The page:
Fundsmith Equity and Lindsell Train Global Equity are two of the most popular investment funds in the UK. Due to their amazing returns – Fundsmith has returned roughly 134% over the last five years while Lindsell Train has returned around 147% versus 32% for a FTSE 100 tracker – both have topped fund platforms’ bestsellers lists for years now.
The thing is though, the two have very similar investment styles. Not only are both global equity products, but the fund managers of each, Terry Smith and Nick Train, are both very much ‘quality’ investors. This means that both funds are focused on large, well-established companies that are highly profitable, but aren’t necessarily cheap.
With that in mind, is it sensible to hold both in your portfolio or are you better off picking just one?
To answer that question, it’s worth looking at the holdings of each fund. Below, I’ve put together lists of the full holdings for each one at 30 June using their half-year reports. For Fundsmith, I used the SICAV half-year report.
* 3M has since been replaced with Brown-Forman, which Lindsell Train also owns.
Looking at these holdings, the two are certainly quite different in their composition. At 30 June, there were only five stocks (in green) that were held in both portfolios.
What this means is that by owning both funds, instead of just one, you could actually lower your stock-specific risk quite substantially. For example, instead of owning just 27 high-quality stocks though Fundsmith, you could potentially own nearly 50 high-quality stocks if you split your capital across both of them.
It’s also worth noting that the geographic allocations of the two funds are very different. For example, Lindsell Train currently has over 20% of the fund allocated to Japan whereas Fundsmith has zero exposure to Japanese companies.
So, looking at the holdings, I don’t think it’s a problem to own both. Ultimately, if you own both, instead of just one, your portfolio will be better diversified from both a company and a geographic perspective.
Be mindful of your quality exposure
One thing I would be a little bit careful with, though, is overall exposure to this style of investing. Now, don’t get me wrong, I’m a big fan of quality investing. After all, it has worked wonders for Warren Buffett over the years. Yet I do think it’s sensible to diversify the investment styles within your portfolio a little, in the same way that you’d diversify your stock holdings.
The quality investing style has certainly worked well over the last decade. But, as always in investing, there’s no guarantee it will keep delivering such fantastic returns in the future. If value investing or small-cap investing strategies were to come back into focus, expensive quality stocks could underperform (we’ve seen a little bit of this recently).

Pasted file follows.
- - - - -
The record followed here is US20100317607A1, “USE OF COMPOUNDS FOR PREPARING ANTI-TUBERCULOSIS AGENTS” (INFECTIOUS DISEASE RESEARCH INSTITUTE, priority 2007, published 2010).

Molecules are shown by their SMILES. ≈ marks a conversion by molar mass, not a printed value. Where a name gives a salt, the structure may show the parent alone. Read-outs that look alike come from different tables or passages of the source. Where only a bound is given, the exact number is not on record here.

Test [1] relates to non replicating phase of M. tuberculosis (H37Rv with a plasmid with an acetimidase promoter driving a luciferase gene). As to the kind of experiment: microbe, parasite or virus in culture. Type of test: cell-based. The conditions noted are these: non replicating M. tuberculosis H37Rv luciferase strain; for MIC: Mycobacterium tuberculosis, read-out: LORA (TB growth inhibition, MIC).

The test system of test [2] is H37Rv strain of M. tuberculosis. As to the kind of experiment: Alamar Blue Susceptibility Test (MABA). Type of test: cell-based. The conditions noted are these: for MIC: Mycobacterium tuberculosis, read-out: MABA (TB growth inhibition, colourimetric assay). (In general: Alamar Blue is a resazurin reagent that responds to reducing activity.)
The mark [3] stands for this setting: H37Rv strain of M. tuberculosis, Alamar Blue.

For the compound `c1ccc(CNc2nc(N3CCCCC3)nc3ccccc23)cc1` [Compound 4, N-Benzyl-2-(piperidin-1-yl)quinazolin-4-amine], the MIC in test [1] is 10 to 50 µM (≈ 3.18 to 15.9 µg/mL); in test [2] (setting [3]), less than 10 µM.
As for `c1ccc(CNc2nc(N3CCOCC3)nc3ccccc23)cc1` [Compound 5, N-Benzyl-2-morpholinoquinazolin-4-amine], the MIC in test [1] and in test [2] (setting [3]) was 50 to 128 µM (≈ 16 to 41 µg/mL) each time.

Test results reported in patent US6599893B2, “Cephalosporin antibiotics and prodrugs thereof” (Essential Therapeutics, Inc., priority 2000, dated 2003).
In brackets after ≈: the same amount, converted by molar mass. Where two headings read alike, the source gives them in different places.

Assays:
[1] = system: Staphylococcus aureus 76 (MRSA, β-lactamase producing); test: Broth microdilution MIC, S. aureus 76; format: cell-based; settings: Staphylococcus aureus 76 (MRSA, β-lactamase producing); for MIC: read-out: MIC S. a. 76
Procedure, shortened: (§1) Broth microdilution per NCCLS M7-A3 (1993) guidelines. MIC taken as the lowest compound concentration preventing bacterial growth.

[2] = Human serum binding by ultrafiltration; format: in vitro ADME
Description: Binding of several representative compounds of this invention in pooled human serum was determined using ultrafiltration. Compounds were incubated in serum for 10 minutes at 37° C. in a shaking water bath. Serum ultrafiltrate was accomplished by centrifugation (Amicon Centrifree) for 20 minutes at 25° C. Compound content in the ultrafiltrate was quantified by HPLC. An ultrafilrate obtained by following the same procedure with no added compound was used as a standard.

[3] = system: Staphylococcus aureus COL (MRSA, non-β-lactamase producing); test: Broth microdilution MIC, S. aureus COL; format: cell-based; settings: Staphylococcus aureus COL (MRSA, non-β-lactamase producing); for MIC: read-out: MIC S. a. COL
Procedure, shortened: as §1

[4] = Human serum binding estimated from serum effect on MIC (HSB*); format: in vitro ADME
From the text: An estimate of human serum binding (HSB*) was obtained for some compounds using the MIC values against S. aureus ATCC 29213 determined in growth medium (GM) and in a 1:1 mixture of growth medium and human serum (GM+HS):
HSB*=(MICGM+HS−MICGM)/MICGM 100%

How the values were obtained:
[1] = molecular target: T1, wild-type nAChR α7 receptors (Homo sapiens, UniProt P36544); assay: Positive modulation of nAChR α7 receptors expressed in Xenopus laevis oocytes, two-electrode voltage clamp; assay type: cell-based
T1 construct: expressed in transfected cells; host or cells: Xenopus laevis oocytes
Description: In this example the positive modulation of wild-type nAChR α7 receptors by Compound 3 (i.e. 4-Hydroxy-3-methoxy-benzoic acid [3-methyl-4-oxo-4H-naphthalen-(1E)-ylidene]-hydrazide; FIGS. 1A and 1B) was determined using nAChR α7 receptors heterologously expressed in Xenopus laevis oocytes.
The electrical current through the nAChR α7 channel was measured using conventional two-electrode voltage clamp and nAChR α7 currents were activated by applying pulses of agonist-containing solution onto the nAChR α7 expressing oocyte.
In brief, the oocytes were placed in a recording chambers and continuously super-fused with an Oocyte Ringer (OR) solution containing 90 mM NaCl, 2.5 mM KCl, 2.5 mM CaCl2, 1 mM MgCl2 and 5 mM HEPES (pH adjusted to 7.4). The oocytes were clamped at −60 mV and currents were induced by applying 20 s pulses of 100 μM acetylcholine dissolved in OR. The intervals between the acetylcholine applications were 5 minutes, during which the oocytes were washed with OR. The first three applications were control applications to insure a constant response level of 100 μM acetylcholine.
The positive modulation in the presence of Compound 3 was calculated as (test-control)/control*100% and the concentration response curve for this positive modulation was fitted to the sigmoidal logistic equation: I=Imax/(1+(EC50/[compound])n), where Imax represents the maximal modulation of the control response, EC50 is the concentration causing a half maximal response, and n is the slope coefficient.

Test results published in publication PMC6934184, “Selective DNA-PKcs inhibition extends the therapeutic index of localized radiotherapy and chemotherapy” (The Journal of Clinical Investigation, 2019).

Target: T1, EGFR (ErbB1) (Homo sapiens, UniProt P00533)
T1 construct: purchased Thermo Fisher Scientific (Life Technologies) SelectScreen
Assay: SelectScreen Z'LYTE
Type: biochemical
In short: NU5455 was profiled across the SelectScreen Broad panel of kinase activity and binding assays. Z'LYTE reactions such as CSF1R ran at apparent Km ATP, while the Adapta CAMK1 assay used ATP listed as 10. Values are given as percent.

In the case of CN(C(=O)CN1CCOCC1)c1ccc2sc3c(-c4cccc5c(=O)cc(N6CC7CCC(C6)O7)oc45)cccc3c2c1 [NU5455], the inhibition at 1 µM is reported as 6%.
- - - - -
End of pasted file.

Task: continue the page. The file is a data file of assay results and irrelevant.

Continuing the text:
So, if you do want to own both Fundsmith and Lindsell Train Global Equity, it’s probably sensible to combine them with some other funds that have different styles, so that you’re not overly exposed to one specific strategy.
In conclusion, I don’t see anything wrong with owning both funds. I own both myself. Just remember, there’s no guarantee that quality investing will continue to outperform so, from a risk-management perspective, it’s sensible to diversify your investment styles.
Edward Sheldon has positions in Fundsmith Equity and Lindsell Train Global Equity and owns shares in Unilever, Diageo, Sage, Hargreaves Lansdown, Reckitt Benckiser and Microsoft. Teresa Kersten, an employee of LinkedIn, a Microsoft subsidiary, is a member of The Motley Fool’s board of directors. Randi Zuckerberg, a former director of market development and spokeswoman for Facebook and sister to its CEO, Mark Zuckerberg, is a member of The Motley Fool's board of directors. The Motley Fool UK owns shares of and has recommended Facebook, Microsoft, PayPal Holdings, Unilever, Visa, and Walt Disney. The Motley Fool UK has recommended Diageo, eBay, Hargreaves Lansdown, InterContinental Hotels Group, Intertek, Pearson, RELX, and Sage Group and recommends the following options: long January 2021 $60 calls on Walt Disney, long January 2021 $18 calls on eBay, long January 2021 $85 calls on Microsoft, short January 2020 $130 calls on Walt Disney, short January 2020 $39 calls on eBay, and short January 2020 $97 calls on PayPal Holdings. Views expressed on the companies mentioned in this article are those of the writer and therefore may differ from the official recommendations we make in our subscription services such as Share Advisor, Hidden Winners and Pro. Here at The Motley Fool we believe that considering a diverse range of insights makes us better investors.